Presentation on theme: "Yerevan, Armenia January 14, 2007 Economic Sanctions in a Global Economy By Gary Clyde Hufbauer, Reginald Jones Senior Fellow Peterson Institute for International."— Presentation transcript:
Yerevan, Armenia January 14, 2007 Economic Sanctions in a Global Economy By Gary Clyde Hufbauer, Reginald Jones Senior Fellow Peterson Institute for International Economics Conference on The Economic and Social Impacts of Opening the Armenia –Turkish Border
2 Trends in the Use of Economic Sanctions 0 10 20 30 40 50 60 70 1914-441945-591960-691970-791980-891990-99 Number of observations Non-US Cases Non-unilateral US cases Unilateral US cases
3 Who hits… 1970-89 1990-99 US 55 37 EC/EU 9 19 USSR/ Russia 0 6 UN 1 12
4 …and who gets hit? 1970-89 1990-99 Africa 9 17 Asia 15 10 Lat. America 20 11 Middle East 8 4 USSR/ FSU 5 8
5 For sanctions to succeed Costs of defiance Direct cost of sanctions Escalation threat Relations with sender and third parties Political response in target Costs of Compliance External security Internal security and stability Political well-being Personal well-being >
6 Success rates for US sanctions 1945-196915/28 = 54% 1970-2000 28/99 = 27%
7 An increase of 10 percentage points in the merchandise trade to GDP ratio raises GDP per capita by 5%. The same coefficient probably applies to commercial services trade. An increase of 10 percentage points in the FDI to GDP ratio may raise GDP per capita by as much as 10%. Sanctions diminish commerce, both for targets and senders. This is costly because international trade and foreign direct investment matter for economic growth
8 Armenian Trade has Grown Fast Since 2000 ($ millions) Source: Direction of Trade Statistics Armenian GDP Growth has also Performed Very Well Source: International Monetary Fund, World Economic Outlook Database, September 2006
9 But Armenia's Trade with Immediate Neighbors Remains Small (percent of total merchandise trade, imports plus exports, 2005) Source: Direction of Trade Statistics
10 And Armenian Trade and FDI Compare Poorly with other Crossroad Countries Source : World Investment Report 2006 and WTO website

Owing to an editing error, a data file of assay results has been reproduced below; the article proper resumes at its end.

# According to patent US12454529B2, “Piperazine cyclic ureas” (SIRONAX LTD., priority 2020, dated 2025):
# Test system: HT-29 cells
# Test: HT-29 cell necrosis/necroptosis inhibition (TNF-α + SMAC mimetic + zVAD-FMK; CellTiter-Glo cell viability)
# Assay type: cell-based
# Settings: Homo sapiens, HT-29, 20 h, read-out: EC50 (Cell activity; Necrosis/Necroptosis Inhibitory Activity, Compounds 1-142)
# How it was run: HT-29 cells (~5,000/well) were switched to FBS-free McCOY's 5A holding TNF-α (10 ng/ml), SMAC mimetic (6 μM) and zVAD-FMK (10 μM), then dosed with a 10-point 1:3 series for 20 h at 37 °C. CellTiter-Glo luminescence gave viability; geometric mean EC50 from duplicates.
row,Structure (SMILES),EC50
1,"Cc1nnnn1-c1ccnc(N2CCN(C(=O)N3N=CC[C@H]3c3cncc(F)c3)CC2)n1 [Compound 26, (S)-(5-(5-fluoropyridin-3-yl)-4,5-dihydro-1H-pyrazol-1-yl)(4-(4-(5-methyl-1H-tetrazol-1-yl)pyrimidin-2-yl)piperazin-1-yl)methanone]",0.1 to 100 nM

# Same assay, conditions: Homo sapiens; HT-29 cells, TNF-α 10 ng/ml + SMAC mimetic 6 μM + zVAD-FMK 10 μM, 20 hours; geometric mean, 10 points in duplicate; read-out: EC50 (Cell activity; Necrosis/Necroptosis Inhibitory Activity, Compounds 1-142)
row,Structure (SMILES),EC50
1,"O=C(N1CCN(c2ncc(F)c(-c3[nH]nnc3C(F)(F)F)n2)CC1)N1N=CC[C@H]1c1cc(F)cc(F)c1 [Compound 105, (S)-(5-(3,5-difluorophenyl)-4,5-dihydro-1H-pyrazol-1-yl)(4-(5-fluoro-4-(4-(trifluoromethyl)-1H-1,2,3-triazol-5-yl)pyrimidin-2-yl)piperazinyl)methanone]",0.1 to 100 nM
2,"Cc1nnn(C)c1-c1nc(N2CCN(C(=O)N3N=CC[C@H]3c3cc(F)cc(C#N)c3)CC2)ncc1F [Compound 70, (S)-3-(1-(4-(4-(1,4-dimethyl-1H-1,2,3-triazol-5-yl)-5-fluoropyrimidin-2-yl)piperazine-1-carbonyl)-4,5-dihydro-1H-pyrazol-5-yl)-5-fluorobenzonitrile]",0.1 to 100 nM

11 Political Goals of Economic Sanctions in the Caucasus Region Turkey vs. Armenia (1989 - ) Withdraw Armenian forces from the Nagorno–Karabakh region between Armenia and Azerbaijan. Disclaim preamble to the Armenian constitution which refers to the 1990 Declaration of Independence that in turn speaks of Western Armenia and recognition of the genocide of 1915. Disclaim Mount Ararat as the symbol of the Armenian state. Armenia to recognize de jure the existing Turkish–Armenian border, established by the Treaty of Kars.
12 Azerbaijan vs. Armenia (1989 - ) Withdraw Armenia forces from the Nagorno–Karabakh region. Accept the proposal that Nagorno-Karabakh will be allowed a high degree of autonomy but will remain part of Azerbaijan. Armenia to cease using the foreign aid to enhance its military force.
13 Lessons from Sanctions History for Turkey and Armenia The likelihood that Turkey will achieve its political goals with economic sanctions against Armenia is small. The likelihood that Azerbaijan will achieve its political goals by economic sanctions against Armenia is non- existent. However, trade barriers of all kinds (tariffs, quotas, sanctions) create vested interests that invoke every available argument to perpetuate the barriers. For a crossroads country, the economic damage from measures that cut off trade with neighboring nations is severe.
14 Lessons from Sanctions History for Turkey and Armenia (contd) In the 1960s, Singapore had bitter memories of Malaysia. In the 1990s, Jordan had little friendship with Israel. Even today, Panama has a cool relationship with Colombia and the rest of Central America. Nevertheless Jordan, Panama and Singapore all value commerce over a foreign policy based on political hostility. Their neighbors reciprocated. Can Turkey and Armenia follow the same path? What about Azerbaijan and Armenia?